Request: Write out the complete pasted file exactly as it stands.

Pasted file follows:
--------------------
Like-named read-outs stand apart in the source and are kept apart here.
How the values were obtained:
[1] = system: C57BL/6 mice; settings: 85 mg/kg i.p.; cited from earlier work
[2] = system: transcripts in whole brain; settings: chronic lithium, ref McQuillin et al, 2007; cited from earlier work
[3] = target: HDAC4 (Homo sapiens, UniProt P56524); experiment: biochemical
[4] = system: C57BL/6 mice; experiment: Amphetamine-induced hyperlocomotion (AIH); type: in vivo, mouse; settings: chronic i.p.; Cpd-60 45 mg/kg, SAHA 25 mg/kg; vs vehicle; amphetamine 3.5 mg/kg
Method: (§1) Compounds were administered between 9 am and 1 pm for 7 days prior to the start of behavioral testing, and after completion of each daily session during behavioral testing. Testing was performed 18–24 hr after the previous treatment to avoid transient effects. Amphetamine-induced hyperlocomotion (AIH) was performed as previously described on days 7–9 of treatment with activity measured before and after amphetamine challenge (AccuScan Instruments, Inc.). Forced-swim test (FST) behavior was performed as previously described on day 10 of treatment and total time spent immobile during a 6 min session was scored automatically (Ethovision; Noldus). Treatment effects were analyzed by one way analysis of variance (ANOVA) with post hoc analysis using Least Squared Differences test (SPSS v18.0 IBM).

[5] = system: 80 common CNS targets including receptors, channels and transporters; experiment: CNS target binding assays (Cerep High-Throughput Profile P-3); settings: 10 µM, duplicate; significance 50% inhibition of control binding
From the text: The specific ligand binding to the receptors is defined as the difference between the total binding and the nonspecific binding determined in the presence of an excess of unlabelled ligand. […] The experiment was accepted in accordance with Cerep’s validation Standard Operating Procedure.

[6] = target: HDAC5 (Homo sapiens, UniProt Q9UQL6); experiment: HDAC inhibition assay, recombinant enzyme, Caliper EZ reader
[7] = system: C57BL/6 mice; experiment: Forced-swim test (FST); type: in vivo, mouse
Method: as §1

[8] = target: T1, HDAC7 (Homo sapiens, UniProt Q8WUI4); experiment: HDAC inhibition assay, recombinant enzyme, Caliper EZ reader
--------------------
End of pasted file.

Like-named read-outs stand apart in the source and are kept apart here.
How the values were obtained:
[1] = system: C57BL/6 mice; settings: 85 mg/kg i.p.; cited from earlier work
[2] = system: transcripts in whole brain; settings: chronic lithium, ref McQuillin et al, 2007; cited from earlier work
[3] = target: HDAC4 (Homo sapiens, UniProt P56524); experiment: biochemical
[4] = system: C57BL/6 mice; experiment: Amphetamine-induced hyperlocomotion (AIH); type: in vivo, mouse; settings: chronic i.p.; Cpd-60 45 mg/kg, SAHA 25 mg/kg; vs vehicle; amphetamine 3.5 mg/kg
Method: (§1) Compounds were administered between 9 am and 1 pm for 7 days prior to the start of behavioral testing, and after completion of each daily session during behavioral testing. Testing was performed 18–24 hr after the previous treatment to avoid transient effects. Amphetamine-induced hyperlocomotion (AIH) was performed as previously described on days 7–9 of treatment with activity measured before and after amphetamine challenge (AccuScan Instruments, Inc.). Forced-swim test (FST) behavior was performed as previously described on day 10 of treatment and total time spent immobile during a 6 min session was scored automatically (Ethovision; Noldus). Treatment effects were analyzed by one way analysis of variance (ANOVA) with post hoc analysis using Least Squared Differences test (SPSS v18.0 IBM).

[5] = system: 80 common CNS targets including receptors, channels and transporters; experiment: CNS target binding assays (Cerep High-Throughput Profile P-3); settings: 10 µM, duplicate; significance 50% inhibition of control binding
From the text: The specific ligand binding to the receptors is defined as the difference between the total binding and the nonspecific binding determined in the presence of an excess of unlabelled ligand. […] The experiment was accepted in accordance with Cerep’s validation Standard Operating Procedure.

[6] = target: HDAC5 (Homo sapiens, UniProt Q9UQL6); experiment: HDAC inhibition assay, recombinant enzyme, Caliper EZ reader
[7] = system: C57BL/6 mice; experiment: Forced-swim test (FST); type: in vivo, mouse
Method: as §1

[8] = target: T1, HDAC7 (Homo sapiens, UniProt Q8WUI4); experiment: HDAC inhibition assay, recombinant enzyme, Caliper EZ reader